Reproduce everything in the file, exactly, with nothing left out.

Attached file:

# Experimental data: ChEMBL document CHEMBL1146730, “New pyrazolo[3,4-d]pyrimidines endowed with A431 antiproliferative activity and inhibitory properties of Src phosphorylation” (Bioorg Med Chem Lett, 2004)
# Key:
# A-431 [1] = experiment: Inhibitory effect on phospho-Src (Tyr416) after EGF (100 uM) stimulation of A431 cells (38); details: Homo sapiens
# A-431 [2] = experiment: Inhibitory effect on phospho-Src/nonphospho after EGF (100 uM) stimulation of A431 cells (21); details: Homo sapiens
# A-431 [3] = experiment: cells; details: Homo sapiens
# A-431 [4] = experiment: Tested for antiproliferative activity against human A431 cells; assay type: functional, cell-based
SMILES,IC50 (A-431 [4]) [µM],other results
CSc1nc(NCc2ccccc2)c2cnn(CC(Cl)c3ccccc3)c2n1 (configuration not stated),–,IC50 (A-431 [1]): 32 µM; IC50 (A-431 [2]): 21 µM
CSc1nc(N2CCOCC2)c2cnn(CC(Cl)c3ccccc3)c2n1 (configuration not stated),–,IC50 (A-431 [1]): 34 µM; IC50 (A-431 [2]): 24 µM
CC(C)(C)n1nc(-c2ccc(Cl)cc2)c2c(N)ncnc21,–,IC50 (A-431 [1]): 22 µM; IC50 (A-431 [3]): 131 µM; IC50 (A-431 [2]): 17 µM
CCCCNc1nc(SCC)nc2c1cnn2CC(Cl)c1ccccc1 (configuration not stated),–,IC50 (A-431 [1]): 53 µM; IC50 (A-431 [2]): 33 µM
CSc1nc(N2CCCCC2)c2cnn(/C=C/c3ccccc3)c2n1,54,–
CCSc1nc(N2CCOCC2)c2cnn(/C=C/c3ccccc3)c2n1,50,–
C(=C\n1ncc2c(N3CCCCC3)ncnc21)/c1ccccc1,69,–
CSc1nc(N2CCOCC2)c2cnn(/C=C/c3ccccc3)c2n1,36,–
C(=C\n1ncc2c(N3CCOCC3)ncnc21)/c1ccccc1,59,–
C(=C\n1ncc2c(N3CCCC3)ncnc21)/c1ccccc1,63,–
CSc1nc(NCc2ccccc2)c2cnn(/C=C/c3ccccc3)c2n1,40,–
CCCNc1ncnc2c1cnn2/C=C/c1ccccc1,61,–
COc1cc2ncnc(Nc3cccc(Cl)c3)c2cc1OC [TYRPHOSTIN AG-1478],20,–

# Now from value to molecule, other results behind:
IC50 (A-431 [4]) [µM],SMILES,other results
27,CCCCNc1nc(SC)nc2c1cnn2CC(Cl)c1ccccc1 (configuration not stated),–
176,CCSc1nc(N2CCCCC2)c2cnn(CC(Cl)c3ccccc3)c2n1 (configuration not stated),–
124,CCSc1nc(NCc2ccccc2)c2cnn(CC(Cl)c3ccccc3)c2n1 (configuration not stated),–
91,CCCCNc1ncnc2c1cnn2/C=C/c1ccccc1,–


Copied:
# Experimental data: ChEMBL document CHEMBL1146730, “New pyrazolo[3,4-d]pyrimidines endowed with A431 antiproliferative activity and inhibitory properties of Src phosphorylation” (Bioorg Med Chem Lett, 2004)
# Key:
# A-431 [1] = experiment: Inhibitory effect on phospho-Src (Tyr416) after EGF (100 uM) stimulation of A431 cells (38); details: Homo sapiens
# A-431 [2] = experiment: Inhibitory effect on phospho-Src/nonphospho after EGF (100 uM) stimulation of A431 cells (21); details: Homo sapiens
# A-431 [3] = experiment: cells; details: Homo sapiens
# A-431 [4] = experiment: Tested for antiproliferative activity against human A431 cells; assay type: functional, cell-based
SMILES,IC50 (A-431 [4]) [µM],other results
CSc1nc(NCc2ccccc2)c2cnn(CC(Cl)c3ccccc3)c2n1 (configuration not stated),–,IC50 (A-431 [1]): 32 µM; IC50 (A-431 [2]): 21 µM
CSc1nc(N2CCOCC2)c2cnn(CC(Cl)c3ccccc3)c2n1 (configuration not stated),–,IC50 (A-431 [1]): 34 µM; IC50 (A-431 [2]): 24 µM
CC(C)(C)n1nc(-c2ccc(Cl)cc2)c2c(N)ncnc21,–,IC50 (A-431 [1]): 22 µM; IC50 (A-431 [3]): 131 µM; IC50 (A-431 [2]): 17 µM
CCCCNc1nc(SCC)nc2c1cnn2CC(Cl)c1ccccc1 (configuration not stated),–,IC50 (A-431 [1]): 53 µM; IC50 (A-431 [2]): 33 µM
CSc1nc(N2CCCCC2)c2cnn(/C=C/c3ccccc3)c2n1,54,–
CCSc1nc(N2CCOCC2)c2cnn(/C=C/c3ccccc3)c2n1,50,–
C(=C\n1ncc2c(N3CCCCC3)ncnc21)/c1ccccc1,69,–
CSc1nc(N2CCOCC2)c2cnn(/C=C/c3ccccc3)c2n1,36,–
C(=C\n1ncc2c(N3CCOCC3)ncnc21)/c1ccccc1,59,–
C(=C\n1ncc2c(N3CCCC3)ncnc21)/c1ccccc1,63,–
CSc1nc(NCc2ccccc2)c2cnn(/C=C/c3ccccc3)c2n1,40,–
CCCNc1ncnc2c1cnn2/C=C/c1ccccc1,61,–
COc1cc2ncnc(Nc3cccc(Cl)c3)c2cc1OC [TYRPHOSTIN AG-1478],20,–

# Now from value to molecule, other results behind:
IC50 (A-431 [4]) [µM],SMILES,other results
27,CCCCNc1nc(SC)nc2c1cnn2CC(Cl)c1ccccc1 (configuration not stated),–
176,CCSc1nc(N2CCCCC2)c2cnn(CC(Cl)c3ccccc3)c2n1 (configuration not stated),–
124,CCSc1nc(NCc2ccccc2)c2cnn(CC(Cl)c3ccccc3)c2n1 (configuration not stated),–
91,CCCCNc1ncnc2c1cnn2/C=C/c1ccccc1,–